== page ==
The rivalry between two commissions regarding hiring in public universities and State corporations has ended in court.
In the case before High Court Judge Hedwig Ong’udi, the Public Service Commission (PSC) and Salaries and Remuneration Commission (SRC) are fighting over who has oversight on recruitment and determining the salaries of civil servants and university employees.
Former Permanent Secretary for Governance and Ethics, John Githongo, and Katiba Institute argue that an advisory by the Attorney General contradicts a court finding that the SRC and State Corporations Advisory Committee (SCAC) lack direct authority over parastatals and public universities.
Justice Ong'udi heard Mr Muturi’s advisory dated July 27, followed by a letter by SCAC on August 8, could cause confusion on who is in charge of the workforce.
"The letters issued by the respondents (AG and SCAC) shall almost certainly cause confusion, anxiety and disruption within State corporations and public universities; undermine and erode the authority and purpose of the PSC under Article 234 of the Constitution to facilitate a properly functioning public service imbued with the national values,” Mr Githongo and Katiba’s lawyers argue.
Githongo is represented by Behan and Okero Advocates while Suyinka Lempaa represents Katiba Institute.
They assert that the PSC has the power to establish and abolish offices within the public service, including those in public universities and government agencies.
Githongo and Katiba argue that the SRC can advise the PSC but cannot directly instruct public universities and parastatals. In addition, they say, SCAC’s role is limited to advice and cannot issue human resource guidelines.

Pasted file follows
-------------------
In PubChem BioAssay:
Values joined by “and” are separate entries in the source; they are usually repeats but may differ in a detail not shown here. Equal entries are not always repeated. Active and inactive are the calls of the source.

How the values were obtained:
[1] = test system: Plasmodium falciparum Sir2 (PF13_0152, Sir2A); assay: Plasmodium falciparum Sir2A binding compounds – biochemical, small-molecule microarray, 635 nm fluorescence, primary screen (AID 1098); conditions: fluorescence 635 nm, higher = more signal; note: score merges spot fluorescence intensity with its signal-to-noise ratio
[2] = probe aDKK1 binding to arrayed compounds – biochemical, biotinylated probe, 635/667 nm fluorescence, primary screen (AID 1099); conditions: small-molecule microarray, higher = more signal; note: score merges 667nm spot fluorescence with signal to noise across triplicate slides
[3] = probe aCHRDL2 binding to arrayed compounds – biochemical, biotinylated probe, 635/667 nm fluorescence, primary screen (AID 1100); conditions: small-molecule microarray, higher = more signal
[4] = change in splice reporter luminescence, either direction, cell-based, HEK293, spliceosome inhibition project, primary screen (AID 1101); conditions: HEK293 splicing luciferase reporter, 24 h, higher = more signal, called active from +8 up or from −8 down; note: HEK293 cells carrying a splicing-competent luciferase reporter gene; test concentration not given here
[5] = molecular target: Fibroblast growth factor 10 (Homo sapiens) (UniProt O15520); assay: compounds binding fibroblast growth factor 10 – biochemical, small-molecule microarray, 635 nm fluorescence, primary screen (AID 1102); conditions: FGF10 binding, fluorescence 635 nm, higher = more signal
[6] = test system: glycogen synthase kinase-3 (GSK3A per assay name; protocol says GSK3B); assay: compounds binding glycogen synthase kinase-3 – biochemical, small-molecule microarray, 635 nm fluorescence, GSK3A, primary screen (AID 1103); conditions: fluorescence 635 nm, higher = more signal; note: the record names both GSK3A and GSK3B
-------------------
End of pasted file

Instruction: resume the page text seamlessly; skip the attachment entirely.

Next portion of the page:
They claim the AG’s advisory is flawed, and that he has "undermined the rule of law and eroded the public interest by issuing an advisory based on statutory provisions that have been declared unconstitutional or in conflict with the Constitution."
In the letters at the heart of the case, the PSC told off the AG over his advisory, insisting the government legal advisor has no say in hiring civil servants in parastatals, determining their salaries and employment terms, and abolition of corporations.
PSC chief executive Simon Kiprotich instructed vice-chancellors and parastatal heads to implement new human resource management instruments for creating or abolishing offices. He warned any action without PSC approval would be null and void, hence implying universities and parastatals can disregard the AG.
Regarding State corporations, Muturi said: "Under Article 234 of the Constitution, the PSC does not have powers to establish and abolish offices in the public service, appoint persons to hold or act in those offices, or confirm appointments and exercise disciplinary control over and remove persons holding, or acting in those offices.”
But the PSC, in a 14-page reply, accused Muturi’s office of failing to refer to two judgments - Manyara Muchui Anthony vs Communication Authority and three others, and Consumer Federation of Kenya vs National Social Security Fund Board of Trustees and two others.
Muturi, however, says the PSC can recommend to Cabinet Secretaries a review of working terms and code of conduct, but not directly influence parastatals. The AG was responding to Prime Cabinet Secretary Musalia Mudavadi, who sought clarity on PSC's constitutional powers over human resources in state corporations.
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Justice Ong’udi directed Githongo and Katiba to serve the AG, SCAC, SRC and PSC. The case will be mentioned on September 12.